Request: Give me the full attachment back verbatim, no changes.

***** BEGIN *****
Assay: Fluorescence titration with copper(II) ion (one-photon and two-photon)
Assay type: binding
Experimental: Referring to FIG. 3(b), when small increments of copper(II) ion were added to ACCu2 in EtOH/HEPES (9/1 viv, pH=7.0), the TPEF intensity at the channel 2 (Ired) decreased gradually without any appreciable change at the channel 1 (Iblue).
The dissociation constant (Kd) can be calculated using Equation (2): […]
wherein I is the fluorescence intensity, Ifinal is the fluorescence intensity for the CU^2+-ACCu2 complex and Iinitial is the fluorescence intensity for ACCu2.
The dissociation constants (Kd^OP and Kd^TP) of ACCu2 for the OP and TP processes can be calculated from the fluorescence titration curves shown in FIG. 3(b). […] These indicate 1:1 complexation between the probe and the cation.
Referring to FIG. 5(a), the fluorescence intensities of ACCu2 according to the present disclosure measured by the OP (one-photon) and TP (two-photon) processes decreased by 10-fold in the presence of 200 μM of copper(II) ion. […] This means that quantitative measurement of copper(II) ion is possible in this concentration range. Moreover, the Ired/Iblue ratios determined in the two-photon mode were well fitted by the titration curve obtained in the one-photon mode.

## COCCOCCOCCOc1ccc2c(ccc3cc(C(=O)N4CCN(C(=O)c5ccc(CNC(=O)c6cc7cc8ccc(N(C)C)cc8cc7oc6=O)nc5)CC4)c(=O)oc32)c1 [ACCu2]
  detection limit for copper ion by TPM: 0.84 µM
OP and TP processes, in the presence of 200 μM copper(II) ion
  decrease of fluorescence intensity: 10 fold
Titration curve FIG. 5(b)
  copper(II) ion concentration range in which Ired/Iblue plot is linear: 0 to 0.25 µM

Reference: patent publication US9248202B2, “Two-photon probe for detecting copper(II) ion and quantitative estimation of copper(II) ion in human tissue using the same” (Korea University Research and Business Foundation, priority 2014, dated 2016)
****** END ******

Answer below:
Assay: Fluorescence titration with copper(II) ion (one-photon and two-photon)
Assay type: binding
Experimental: Referring to FIG. 3(b), when small increments of copper(II) ion were added to ACCu2 in EtOH/HEPES (9/1 viv, pH=7.0), the TPEF intensity at the channel 2 (Ired) decreased gradually without any appreciable change at the channel 1 (Iblue).
The dissociation constant (Kd) can be calculated using Equation (2): […]
wherein I is the fluorescence intensity, Ifinal is the fluorescence intensity for the CU^2+-ACCu2 complex and Iinitial is the fluorescence intensity for ACCu2.
The dissociation constants (Kd^OP and Kd^TP) of ACCu2 for the OP and TP processes can be calculated from the fluorescence titration curves shown in FIG. 3(b). […] These indicate 1:1 complexation between the probe and the cation.
Referring to FIG. 5(a), the fluorescence intensities of ACCu2 according to the present disclosure measured by the OP (one-photon) and TP (two-photon) processes decreased by 10-fold in the presence of 200 μM of copper(II) ion. […] This means that quantitative measurement of copper(II) ion is possible in this concentration range. Moreover, the Ired/Iblue ratios determined in the two-photon mode were well fitted by the titration curve obtained in the one-photon mode.

## COCCOCCOCCOc1ccc2c(ccc3cc(C(=O)N4CCN(C(=O)c5ccc(CNC(=O)c6cc7cc8ccc(N(C)C)cc8cc7oc6=O)nc5)CC4)c(=O)oc32)c1 [ACCu2]
  detection limit for copper ion by TPM: 0.84 µM
OP and TP processes, in the presence of 200 μM copper(II) ion
  decrease of fluorescence intensity: 10 fold
Titration curve FIG. 5(b)
  copper(II) ion concentration range in which Ired/Iblue plot is linear: 0 to 0.25 µM

Reference: patent publication US9248202B2, “Two-photon probe for detecting copper(II) ion and quantitative estimation of copper(II) ion in human tissue using the same” (Korea University Research and Business Foundation, priority 2014, dated 2016)